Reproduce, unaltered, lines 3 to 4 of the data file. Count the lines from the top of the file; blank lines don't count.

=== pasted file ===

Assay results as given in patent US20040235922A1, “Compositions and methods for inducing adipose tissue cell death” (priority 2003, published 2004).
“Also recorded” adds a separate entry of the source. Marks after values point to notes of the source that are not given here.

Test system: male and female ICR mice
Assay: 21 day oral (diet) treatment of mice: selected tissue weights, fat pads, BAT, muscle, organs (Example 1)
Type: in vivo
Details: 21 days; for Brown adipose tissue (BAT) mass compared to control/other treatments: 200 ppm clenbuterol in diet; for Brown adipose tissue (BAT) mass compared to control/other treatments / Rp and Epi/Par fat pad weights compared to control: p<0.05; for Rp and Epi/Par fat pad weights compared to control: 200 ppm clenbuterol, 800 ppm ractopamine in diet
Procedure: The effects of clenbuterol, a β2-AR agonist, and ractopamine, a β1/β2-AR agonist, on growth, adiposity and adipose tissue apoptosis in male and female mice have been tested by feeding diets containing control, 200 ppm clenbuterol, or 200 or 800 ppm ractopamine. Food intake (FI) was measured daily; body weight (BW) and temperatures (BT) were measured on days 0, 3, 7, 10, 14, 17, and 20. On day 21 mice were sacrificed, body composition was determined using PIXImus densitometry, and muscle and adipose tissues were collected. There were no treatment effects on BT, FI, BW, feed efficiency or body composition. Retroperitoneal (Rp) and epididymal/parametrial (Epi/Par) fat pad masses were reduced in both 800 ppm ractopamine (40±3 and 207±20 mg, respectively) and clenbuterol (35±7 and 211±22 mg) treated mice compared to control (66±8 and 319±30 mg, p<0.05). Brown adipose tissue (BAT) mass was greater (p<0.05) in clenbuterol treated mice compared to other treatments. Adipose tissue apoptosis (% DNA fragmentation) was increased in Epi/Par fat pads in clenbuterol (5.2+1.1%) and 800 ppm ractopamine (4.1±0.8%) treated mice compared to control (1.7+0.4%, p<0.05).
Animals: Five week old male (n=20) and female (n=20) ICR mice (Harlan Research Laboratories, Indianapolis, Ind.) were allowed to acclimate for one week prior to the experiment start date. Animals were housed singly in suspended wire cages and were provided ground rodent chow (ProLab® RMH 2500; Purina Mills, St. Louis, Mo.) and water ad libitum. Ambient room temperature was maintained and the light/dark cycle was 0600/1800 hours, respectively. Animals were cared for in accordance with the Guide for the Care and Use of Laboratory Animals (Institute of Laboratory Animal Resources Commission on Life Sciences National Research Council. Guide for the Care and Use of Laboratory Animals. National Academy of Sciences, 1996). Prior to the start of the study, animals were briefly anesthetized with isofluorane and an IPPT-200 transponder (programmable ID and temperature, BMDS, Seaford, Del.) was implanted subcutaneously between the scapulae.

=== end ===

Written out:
Test system: male and female ICR mice
Assay: 21 day oral (diet) treatment of mice: selected tissue weights, fat pads, BAT, muscle, organs (Example 1)